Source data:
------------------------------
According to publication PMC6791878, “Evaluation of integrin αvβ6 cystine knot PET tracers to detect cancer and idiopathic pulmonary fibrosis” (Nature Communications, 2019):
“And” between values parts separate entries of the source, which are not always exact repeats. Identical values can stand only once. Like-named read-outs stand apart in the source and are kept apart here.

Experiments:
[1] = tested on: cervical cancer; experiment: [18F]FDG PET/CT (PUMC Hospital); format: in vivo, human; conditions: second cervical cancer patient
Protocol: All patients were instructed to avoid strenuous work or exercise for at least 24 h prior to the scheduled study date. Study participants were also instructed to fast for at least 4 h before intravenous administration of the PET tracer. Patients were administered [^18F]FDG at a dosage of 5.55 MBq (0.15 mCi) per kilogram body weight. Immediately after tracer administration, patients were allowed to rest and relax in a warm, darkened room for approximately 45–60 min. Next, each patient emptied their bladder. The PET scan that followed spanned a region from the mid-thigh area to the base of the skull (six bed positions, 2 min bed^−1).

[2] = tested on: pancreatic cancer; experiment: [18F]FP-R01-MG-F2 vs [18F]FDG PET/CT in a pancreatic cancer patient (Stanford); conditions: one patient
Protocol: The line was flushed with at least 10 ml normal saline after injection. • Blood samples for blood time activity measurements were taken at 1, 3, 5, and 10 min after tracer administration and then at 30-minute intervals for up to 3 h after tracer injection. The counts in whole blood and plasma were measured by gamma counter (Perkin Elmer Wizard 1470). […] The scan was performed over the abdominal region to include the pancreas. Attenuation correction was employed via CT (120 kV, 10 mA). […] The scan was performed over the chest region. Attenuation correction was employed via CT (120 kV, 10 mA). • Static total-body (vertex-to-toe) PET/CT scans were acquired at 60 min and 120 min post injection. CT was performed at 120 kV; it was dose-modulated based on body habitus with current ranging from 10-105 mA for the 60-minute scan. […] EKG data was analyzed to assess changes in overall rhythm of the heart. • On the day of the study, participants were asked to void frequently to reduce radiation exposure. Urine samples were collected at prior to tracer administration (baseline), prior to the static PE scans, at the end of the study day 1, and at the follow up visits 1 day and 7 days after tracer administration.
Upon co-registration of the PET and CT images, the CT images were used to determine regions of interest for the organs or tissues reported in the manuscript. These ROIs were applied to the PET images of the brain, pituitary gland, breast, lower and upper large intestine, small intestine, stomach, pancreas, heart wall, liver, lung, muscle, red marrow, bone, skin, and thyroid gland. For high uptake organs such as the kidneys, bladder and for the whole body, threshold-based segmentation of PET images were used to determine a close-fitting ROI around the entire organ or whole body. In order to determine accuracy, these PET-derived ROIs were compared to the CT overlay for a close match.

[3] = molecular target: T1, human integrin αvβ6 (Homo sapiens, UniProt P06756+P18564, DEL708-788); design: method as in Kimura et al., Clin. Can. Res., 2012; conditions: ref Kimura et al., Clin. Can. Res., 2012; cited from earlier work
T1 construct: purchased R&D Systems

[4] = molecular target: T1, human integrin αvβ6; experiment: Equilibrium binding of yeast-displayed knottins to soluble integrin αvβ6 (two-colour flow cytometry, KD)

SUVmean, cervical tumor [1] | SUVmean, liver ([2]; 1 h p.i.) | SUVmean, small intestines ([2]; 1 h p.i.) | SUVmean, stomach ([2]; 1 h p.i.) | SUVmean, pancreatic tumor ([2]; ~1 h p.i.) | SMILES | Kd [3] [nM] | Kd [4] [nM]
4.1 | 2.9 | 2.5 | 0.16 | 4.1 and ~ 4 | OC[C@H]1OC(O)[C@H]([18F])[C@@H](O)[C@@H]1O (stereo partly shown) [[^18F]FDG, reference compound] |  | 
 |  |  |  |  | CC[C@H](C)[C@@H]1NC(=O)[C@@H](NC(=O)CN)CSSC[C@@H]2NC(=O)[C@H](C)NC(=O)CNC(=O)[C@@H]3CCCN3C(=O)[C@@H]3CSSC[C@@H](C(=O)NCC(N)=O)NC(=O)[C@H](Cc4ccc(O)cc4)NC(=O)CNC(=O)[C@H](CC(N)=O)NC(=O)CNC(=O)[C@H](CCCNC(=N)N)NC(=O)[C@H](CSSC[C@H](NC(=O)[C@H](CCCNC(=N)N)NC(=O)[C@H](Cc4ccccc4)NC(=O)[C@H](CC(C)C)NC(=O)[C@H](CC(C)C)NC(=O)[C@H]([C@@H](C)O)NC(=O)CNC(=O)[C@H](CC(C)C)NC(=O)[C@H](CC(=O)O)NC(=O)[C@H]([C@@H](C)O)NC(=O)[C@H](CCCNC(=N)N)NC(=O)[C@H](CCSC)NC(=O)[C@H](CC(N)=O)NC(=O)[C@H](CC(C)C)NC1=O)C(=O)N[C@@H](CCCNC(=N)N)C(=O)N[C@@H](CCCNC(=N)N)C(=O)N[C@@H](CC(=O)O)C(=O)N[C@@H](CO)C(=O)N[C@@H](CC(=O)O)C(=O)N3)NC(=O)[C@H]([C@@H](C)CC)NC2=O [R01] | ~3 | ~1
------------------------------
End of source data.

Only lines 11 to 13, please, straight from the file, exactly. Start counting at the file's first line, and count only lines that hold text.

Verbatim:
[4] = molecular target: T1, human integrin αvβ6; experiment: Equilibrium binding of yeast-displayed knottins to soluble integrin αvβ6 (two-colour flow cytometry, KD)

SUVmean, cervical tumor [1] | SUVmean, liver ([2]; 1 h p.i.) | SUVmean, small intestines ([2]; 1 h p.i.) | SUVmean, stomach ([2]; 1 h p.i.) | SUVmean, pancreatic tumor ([2]; ~1 h p.i.) | SMILES | Kd [3] [nM] | Kd [4] [nM]
4.1 | 2.9 | 2.5 | 0.16 | 4.1 and ~ 4 | OC[C@H]1OC(O)[C@H]([18F])[C@@H](O)[C@@H]1O (stereo partly shown) [[^18F]FDG, reference compound] |  | 